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Some Principles of Maritime Strategy by Julian Stafford Corbett - The Original Classic Edition

Finally available, a high quality book of the original classic edition.

This is a new and freshly published edition of this culturally important work, which is now, at last, again available to you.

Enjoy this classic work today. These selected paragraphs distill the contents and give you a quick look inside:

It discloses, in short, that naval strategy is not a thing by itself, that its problems can seldom or never be solved on naval considerations alone, but that it is only a part of maritime strategy-the higher learning which teaches us that for a maritime State to make successful war and to realise her special strength, army and navy must be used and thought of as instruments no less intimately connected than are the three arms ashore.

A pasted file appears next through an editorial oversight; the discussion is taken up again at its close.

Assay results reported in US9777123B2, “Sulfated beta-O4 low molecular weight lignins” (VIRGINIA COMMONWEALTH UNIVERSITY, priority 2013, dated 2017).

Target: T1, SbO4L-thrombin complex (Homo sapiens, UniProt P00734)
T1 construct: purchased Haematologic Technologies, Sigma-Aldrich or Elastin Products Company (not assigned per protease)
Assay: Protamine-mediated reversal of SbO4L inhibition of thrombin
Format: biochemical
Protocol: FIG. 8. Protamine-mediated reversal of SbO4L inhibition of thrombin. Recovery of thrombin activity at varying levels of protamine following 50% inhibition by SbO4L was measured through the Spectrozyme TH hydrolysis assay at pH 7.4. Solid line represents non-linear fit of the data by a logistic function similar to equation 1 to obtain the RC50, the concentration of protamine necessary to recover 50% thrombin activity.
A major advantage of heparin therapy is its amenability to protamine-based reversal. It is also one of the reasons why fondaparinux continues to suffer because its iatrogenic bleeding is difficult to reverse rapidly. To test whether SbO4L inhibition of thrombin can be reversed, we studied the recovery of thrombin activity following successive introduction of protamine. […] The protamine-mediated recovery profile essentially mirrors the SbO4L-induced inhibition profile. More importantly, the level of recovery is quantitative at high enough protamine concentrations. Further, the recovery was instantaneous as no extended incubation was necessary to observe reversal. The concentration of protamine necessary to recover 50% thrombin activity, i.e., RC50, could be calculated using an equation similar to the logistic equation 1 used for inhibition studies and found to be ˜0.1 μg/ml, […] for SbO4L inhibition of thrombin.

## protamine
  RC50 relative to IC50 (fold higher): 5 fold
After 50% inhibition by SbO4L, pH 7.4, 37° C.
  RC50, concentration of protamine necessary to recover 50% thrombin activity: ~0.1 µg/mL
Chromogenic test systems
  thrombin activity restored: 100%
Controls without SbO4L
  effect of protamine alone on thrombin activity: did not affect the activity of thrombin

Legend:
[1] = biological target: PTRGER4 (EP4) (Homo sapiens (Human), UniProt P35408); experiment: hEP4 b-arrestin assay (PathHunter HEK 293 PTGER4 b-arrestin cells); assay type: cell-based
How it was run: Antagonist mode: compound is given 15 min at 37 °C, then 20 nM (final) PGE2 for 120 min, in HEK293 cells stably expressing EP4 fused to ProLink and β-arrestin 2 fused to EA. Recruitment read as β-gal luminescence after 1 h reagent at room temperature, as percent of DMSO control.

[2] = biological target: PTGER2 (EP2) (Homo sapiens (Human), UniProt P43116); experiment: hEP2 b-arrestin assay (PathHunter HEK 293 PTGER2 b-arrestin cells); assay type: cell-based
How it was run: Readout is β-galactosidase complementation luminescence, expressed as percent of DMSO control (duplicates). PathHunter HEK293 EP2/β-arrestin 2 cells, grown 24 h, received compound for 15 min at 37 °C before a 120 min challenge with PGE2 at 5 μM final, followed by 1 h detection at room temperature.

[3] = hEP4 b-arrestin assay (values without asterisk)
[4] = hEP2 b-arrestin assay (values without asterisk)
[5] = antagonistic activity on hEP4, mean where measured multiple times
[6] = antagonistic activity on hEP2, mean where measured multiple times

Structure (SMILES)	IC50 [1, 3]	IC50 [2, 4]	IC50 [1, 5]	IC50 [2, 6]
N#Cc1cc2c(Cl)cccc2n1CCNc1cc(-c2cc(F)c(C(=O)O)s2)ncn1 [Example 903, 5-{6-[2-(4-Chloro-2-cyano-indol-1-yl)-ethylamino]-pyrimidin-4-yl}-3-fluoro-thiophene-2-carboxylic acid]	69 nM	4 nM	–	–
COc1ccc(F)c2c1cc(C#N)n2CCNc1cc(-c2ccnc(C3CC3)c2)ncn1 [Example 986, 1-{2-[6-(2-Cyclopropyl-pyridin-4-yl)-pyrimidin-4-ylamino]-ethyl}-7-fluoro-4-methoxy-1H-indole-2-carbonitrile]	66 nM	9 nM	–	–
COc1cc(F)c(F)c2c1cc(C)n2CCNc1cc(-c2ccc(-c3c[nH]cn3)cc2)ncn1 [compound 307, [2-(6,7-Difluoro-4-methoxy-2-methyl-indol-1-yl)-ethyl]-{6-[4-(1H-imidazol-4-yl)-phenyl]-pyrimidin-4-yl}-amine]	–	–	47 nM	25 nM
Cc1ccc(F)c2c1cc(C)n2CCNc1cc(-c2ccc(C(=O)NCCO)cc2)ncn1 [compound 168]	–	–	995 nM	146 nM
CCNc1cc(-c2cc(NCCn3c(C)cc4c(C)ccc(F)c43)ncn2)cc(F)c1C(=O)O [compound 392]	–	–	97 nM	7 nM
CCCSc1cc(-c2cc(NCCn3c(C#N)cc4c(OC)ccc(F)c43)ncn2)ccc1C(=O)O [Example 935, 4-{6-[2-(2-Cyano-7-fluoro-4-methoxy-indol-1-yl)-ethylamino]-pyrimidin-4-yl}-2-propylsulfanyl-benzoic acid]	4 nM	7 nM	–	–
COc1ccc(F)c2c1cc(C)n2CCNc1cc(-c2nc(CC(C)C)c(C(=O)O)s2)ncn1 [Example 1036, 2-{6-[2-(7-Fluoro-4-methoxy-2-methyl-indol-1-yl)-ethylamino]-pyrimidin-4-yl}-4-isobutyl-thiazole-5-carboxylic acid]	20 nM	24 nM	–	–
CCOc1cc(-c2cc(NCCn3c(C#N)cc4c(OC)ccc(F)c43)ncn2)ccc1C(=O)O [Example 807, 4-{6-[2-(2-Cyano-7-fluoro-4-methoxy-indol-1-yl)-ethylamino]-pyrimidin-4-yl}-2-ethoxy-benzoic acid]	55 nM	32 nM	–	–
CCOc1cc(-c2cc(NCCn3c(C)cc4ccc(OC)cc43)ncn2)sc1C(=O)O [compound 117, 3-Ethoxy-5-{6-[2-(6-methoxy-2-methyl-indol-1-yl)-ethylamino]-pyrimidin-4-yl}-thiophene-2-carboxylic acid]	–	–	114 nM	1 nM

...On the whole then, when men speak of the Napoleonic system they seem to include two groups of ideas-one which comprises the conception of war made with the whole force of the nation; the other, a group which includes the Cromwellian idea of persistent effort, Fredericks preference for the offensive at almost any risk, and finally the idea of the enemys armed forces as the main objective, which was also Cromwells.

...The first value, then, of his theory of war is that it gives a clear line on which we may proceed to determine the nature of a war in which we are about to engage, and to ensure that we do not try to apply to one nature of war any particular course of operations simply because they have proved successful in another nature of war.

...In it he classifies wars into nine categories according to their political object, and he lays it down as a base proposition That these [pg 30] different kinds of war will have more or less influence on the nature of the operations which will be demanded to attain the end in view, on the amount of energy that must be put forth, and on the extent of the undertakings in which we must engage.

...Let it suffice for the present to mark that it gives us a conception of war as an exertion of violence to secure a political end which we desire to attain, and that from this broad and simple formula we are able to deduce at once that wars will vary according to the nature of the end and the intensity of our desire to attain it.

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